Wednesday, February 04, 2015

ECB Kicks Greek Central Bank Between Its Legs

The financial news out of Europe gets more enjoyable all the time.  The ECB is not accepting any more Greek IOUs.  I'm pretty sure Germany turned up the heat as an opening negotiating tactic.  The effect is to force the new Greek government to keep its austerity and reform pledges.  Athens' opening gambit of pledging to renege while "negotiating" has just backfired.

The Greek central bank is not the US Federal Reserve.  It cannot print its own currency to buy domestic bonds.  It may only offer euros to buy its own government's debt or the private debt of its domestic banks.  Greece cannot print euros, so as long as it is confined to the euro it must force bank depositors to accept cramdowns as part of any bank recapitalizations.  Forced buy-ins won't go over well with Greeks who remember what happened to depositors in Cyprus banks.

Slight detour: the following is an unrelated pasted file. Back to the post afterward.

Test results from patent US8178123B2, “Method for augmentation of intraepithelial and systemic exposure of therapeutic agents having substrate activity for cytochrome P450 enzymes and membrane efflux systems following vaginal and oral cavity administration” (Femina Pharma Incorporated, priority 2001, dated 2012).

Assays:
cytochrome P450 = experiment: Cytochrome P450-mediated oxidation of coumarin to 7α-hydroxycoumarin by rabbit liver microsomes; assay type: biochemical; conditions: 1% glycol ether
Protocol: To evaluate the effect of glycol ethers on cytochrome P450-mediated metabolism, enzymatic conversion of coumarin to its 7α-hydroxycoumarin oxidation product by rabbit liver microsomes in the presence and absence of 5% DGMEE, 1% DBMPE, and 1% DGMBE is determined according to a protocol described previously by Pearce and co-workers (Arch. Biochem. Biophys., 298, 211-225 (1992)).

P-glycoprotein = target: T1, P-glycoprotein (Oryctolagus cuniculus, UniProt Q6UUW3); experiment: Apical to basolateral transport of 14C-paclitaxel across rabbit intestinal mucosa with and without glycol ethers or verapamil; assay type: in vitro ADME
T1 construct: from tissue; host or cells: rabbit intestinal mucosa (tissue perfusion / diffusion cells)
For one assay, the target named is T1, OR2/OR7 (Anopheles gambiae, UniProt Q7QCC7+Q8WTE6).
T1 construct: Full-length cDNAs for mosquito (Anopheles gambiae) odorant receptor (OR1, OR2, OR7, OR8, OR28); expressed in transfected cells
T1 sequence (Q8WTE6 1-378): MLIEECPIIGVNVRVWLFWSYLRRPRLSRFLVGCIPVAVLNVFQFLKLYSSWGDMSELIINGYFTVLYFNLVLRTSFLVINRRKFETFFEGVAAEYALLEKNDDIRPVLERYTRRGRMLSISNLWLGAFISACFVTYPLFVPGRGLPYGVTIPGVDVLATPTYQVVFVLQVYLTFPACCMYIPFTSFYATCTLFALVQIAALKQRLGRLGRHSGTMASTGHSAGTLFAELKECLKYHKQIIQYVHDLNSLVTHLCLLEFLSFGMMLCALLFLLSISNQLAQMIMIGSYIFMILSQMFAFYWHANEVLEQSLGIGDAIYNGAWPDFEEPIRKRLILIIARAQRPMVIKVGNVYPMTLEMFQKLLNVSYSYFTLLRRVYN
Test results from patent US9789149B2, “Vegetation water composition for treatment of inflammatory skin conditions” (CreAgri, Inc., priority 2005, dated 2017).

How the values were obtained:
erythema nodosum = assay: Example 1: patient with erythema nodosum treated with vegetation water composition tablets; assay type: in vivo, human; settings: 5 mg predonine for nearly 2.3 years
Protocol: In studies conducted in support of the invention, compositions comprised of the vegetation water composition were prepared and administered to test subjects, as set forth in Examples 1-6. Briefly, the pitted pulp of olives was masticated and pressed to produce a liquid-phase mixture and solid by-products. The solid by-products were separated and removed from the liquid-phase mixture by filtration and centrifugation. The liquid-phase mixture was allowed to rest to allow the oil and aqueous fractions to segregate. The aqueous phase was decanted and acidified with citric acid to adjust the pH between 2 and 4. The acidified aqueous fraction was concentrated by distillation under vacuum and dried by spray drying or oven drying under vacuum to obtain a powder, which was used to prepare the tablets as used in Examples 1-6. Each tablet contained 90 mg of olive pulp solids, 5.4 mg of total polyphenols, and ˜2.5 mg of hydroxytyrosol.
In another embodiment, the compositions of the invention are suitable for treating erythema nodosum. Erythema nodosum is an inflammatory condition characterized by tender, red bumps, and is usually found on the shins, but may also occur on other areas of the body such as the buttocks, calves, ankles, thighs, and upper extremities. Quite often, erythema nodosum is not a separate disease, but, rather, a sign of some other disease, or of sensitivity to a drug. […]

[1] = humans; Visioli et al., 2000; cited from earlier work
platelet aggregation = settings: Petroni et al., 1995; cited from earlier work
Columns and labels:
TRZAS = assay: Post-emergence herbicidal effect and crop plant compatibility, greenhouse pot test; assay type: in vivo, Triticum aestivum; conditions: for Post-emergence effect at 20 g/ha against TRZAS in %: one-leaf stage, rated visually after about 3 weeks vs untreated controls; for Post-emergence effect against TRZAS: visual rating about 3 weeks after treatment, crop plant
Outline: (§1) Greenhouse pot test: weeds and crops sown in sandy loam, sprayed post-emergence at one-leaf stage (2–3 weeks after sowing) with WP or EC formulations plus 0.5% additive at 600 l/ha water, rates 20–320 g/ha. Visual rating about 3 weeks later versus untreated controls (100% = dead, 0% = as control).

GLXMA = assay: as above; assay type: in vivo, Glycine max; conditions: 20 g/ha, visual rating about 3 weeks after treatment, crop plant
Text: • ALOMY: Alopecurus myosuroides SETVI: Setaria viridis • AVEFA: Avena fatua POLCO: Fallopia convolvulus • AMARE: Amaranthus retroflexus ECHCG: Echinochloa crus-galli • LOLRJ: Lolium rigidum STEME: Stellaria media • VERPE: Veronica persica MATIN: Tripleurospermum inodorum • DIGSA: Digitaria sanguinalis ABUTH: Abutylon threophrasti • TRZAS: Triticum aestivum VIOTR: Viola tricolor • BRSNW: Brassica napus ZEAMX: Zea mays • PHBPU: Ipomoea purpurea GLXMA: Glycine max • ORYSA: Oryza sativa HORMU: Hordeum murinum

I recently predicted that either a Greek exit from the euro (aka Grexit) or an ECB-driven bailout were the two most likely options.  I still do not believe the Greek government will back down from its political pledge to end austerity.  Europe just kicked the Bank of Greece where it hurts.  The bank will have trouble walking for a few days, until it is forced to announce a bank recapitalization plan that starts a run on Greece's private banks all over again.

Full disclosure:  Bearish position on the euro; long put position against FXE.